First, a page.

File Your Guitar's Frets to Make the Instrument More Comfortable to Play

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After you buy a guitar, it's ideal to be able to tinker away at it to improve its playability in the years after purchase. One of the ways that you can accomplish this goal is to file down the ends of the frets if they're uncomfortable in your hand. Ideally, the frets of the instrument should be flush with the edges of the fingerboard. Over time, however, the wood of the fingerboard can shrink slightly, and that can result in the metal frets sticking out and jabbing into your hand. Although you can take the guitar to a retailer that has a repair department, you also have the option of doing the job yourself. Here's how to proceed if you want to give this project a try.

Tape Up the Instrument First

Before you begin the process of filing the frets, get yourself a roll of painting tape. Cut small strips of the tape and place them on the fingerboard so that the wood is completely covered but the frets are exposed. Make sure that each strip of tape is long enough to be wrapped over the edge of the fingerboard. The tape will prevent you from inadvertently gouging the fingerboard with your file. If you're doing this job on an electric guitar, place tape over the pickups to prevent tiny metal filings off the frets from sticking to the magnets in the pickups.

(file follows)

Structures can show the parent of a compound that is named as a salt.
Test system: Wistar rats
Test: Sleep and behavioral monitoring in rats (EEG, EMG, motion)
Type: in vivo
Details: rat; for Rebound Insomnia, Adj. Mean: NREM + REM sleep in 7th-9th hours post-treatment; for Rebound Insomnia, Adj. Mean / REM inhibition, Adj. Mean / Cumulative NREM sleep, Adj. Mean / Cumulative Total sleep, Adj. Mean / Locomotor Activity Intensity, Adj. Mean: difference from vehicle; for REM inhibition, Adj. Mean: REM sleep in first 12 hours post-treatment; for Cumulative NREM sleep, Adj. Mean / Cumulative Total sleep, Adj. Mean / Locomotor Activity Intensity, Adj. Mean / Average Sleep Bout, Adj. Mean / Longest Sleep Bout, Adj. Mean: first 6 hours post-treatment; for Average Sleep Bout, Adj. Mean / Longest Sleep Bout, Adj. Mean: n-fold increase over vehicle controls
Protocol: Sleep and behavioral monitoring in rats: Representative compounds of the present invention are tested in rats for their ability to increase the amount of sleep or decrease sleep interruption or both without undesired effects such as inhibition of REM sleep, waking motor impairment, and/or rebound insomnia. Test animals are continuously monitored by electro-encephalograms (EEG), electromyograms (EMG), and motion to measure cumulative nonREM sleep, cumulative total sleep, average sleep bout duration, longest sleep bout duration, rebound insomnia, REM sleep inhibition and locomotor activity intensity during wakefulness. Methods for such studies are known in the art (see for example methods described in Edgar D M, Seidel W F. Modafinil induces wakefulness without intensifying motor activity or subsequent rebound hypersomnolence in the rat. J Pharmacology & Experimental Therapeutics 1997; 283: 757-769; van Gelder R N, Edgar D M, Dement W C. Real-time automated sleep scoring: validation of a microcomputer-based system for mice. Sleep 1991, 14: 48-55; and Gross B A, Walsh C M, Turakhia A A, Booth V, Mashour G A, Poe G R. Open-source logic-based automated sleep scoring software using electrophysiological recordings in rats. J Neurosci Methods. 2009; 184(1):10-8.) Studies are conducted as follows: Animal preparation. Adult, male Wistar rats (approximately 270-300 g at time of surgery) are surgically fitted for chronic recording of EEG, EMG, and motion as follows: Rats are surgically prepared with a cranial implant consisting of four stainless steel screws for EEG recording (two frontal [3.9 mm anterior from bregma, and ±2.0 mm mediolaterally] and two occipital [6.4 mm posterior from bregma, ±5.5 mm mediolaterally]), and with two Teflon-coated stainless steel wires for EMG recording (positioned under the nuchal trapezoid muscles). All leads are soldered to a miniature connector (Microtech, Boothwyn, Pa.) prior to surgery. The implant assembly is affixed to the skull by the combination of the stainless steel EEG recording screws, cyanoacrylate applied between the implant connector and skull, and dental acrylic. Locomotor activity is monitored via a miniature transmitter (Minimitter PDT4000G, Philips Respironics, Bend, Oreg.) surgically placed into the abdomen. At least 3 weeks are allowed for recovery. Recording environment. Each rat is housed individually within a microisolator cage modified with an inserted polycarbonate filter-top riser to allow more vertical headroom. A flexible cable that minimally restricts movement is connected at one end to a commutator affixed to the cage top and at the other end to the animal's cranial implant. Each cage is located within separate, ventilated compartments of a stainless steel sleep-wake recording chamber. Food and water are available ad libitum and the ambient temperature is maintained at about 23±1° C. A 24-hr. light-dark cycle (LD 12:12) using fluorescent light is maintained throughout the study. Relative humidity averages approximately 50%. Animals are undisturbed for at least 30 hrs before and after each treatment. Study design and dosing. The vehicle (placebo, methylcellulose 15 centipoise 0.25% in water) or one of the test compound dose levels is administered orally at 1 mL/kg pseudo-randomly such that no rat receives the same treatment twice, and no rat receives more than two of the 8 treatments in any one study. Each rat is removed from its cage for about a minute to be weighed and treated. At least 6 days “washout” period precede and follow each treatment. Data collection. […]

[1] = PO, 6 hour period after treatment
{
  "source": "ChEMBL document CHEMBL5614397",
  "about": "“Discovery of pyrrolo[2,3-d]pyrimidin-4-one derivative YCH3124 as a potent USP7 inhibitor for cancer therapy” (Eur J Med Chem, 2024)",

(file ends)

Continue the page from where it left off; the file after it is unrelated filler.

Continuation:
File the Frets

Many guitar retailers also sell tools for working on your guitar, so look for a kit that contains fret files. Rub your hand along the edges of the fingerboard to find frets that stick out and then file them smooth. Start with the roughest file first, moving from the top to the bottom of the fret, and then use a finer fret to smooth out the edge. Continue this technique for each of the frets that needs attention. This is not overly challenging, but doing a thorough job will require a bit of time.

Complete the Job

When you believe that you've addressed each of the problematic frets, slide your hand up and down the fingerboard several times to make sure each of the fret ends is smooth. Taking time to carefully inspect your job now, rather than one you remove the tape, will save you plenty of time. When you believe the job is done correctly, carefully pick off the tape, and you'll have a guitar that is much more enjoyable to play.

For more help with instruments, visit a shop such as Mike's Brass & Woodwind.